Motivity did the right thing and deleted the entire video.....something that should also happen to this F-Stoppers thread.
I'm not sure when trashing somebodies reputation became "OK"?

nbm's picture

First, do you actually know who I am? Not from this page.
Second, I'd rather be known for standing up for myself than for cowardly hiding. I decided it was time to come out when people were recognizing me. Several, and clients were among them.
And yes, this is just plain wrong on so many levels. If they want to prove the point that this happens all the time, then they should make a compilation from 50 or 100 or so weddings; not single out one photographer, while all you they was stand by and take no action to improve the situation.

jackpeterbuilt's picture

Nowhere did I say anything about any text being responsible for anything.

Fact: the photographer is completely recognizable in the photo.
Fact: the article trashes the photographer.
Fact: the photographer felt obliged to defend herself here in comments.
Fact: by analyzing scenery, etc, the photographers location is known.
Fact: everybody who's paying attention (are you?) knows who the photographer is.

Fact: your note about "strange", although irrelevant, is also moot.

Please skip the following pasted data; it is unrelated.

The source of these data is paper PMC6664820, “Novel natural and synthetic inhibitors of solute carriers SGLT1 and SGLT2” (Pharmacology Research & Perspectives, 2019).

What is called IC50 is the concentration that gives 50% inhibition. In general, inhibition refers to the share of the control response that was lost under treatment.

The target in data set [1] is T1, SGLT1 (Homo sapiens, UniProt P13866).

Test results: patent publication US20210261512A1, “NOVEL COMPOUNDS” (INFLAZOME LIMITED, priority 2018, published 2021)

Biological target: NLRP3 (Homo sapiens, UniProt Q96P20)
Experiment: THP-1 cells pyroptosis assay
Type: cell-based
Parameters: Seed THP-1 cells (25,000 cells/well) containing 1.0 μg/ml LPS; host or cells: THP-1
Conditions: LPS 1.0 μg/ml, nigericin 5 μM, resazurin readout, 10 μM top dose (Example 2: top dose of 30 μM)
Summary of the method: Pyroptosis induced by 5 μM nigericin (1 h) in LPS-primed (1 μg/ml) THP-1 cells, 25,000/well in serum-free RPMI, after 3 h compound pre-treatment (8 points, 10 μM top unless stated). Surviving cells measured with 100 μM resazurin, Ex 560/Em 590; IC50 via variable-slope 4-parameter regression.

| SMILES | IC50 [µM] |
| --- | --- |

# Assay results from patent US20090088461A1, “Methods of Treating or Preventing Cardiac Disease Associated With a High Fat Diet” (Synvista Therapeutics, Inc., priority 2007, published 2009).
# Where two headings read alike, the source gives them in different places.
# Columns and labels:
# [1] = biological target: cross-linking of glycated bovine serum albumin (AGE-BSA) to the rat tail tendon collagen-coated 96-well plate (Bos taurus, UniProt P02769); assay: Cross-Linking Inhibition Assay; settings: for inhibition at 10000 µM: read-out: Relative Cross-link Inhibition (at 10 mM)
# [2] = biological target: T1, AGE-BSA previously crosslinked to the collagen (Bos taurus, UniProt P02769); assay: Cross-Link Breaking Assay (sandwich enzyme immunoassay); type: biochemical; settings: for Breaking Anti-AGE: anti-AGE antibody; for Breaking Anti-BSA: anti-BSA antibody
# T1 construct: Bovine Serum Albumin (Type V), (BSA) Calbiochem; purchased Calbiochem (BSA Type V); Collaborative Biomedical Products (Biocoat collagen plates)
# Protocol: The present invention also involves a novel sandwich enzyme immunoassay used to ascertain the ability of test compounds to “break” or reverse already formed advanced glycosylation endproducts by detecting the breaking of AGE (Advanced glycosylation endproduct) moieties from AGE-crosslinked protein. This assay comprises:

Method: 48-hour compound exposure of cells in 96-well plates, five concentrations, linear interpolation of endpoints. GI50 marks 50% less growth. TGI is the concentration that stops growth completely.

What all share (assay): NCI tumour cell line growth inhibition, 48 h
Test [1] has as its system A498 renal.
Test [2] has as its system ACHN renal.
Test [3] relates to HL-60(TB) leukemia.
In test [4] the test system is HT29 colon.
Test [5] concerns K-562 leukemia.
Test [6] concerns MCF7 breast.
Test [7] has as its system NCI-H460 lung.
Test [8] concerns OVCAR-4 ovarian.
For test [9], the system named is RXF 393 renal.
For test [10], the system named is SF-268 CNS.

Fact: this article trashes the photographer for no valid reason.
Fact: photo websites don't trash those who are their target audience.

Question requiring only a "yes" or "no" answer:
If I post a picture of YOU, and then completely trash you without mentioning your name, you'll be totally OK with it?

Brian Zuzulock's picture

Petty and unprofessional move by the videographers and a serious lack of judgement by F-Stoppers for promoting such a disgraceful, blind-side attack on a single, unknowing photographer. The fact is this article could have been published without attacking and singling out a photographer but you chose to "have a good laugh" and effectively cast a negative light on someone you don't know and put her in a bad spot with potential clients. The judgements of her performance should be left to her clients and not broadcasted on the internet from one biased viewpoint. But hey, I guess ignorance is bliss and you have proven to be blissfully ignorant. There is no way I would take any advice from someone with such a lack of moral integrity.